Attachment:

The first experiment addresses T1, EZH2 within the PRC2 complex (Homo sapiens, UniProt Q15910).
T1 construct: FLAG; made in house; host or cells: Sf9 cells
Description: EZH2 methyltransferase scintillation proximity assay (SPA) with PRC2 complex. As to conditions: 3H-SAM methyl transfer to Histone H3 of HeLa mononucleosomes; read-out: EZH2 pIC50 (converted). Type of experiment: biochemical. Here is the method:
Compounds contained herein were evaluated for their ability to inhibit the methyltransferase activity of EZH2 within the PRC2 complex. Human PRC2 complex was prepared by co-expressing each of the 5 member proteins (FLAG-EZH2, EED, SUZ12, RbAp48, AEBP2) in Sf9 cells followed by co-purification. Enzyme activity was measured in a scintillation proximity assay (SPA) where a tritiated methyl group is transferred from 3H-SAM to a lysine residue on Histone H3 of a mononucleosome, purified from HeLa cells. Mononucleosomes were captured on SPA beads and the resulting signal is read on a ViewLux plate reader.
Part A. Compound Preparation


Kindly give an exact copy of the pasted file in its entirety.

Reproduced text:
The first experiment addresses T1, EZH2 within the PRC2 complex (Homo sapiens, UniProt Q15910).
T1 construct: FLAG; made in house; host or cells: Sf9 cells
Description: EZH2 methyltransferase scintillation proximity assay (SPA) with PRC2 complex. As to conditions: 3H-SAM methyl transfer to Histone H3 of HeLa mononucleosomes; read-out: EZH2 pIC50 (converted). Type of experiment: biochemical. Here is the method:
Compounds contained herein were evaluated for their ability to inhibit the methyltransferase activity of EZH2 within the PRC2 complex. Human PRC2 complex was prepared by co-expressing each of the 5 member proteins (FLAG-EZH2, EED, SUZ12, RbAp48, AEBP2) in Sf9 cells followed by co-purification. Enzyme activity was measured in a scintillation proximity assay (SPA) where a tritiated methyl group is transferred from 3H-SAM to a lysine residue on Histone H3 of a mononucleosome, purified from HeLa cells. Mononucleosomes were captured on SPA beads and the resulting signal is read on a ViewLux plate reader.
Part A. Compound Preparation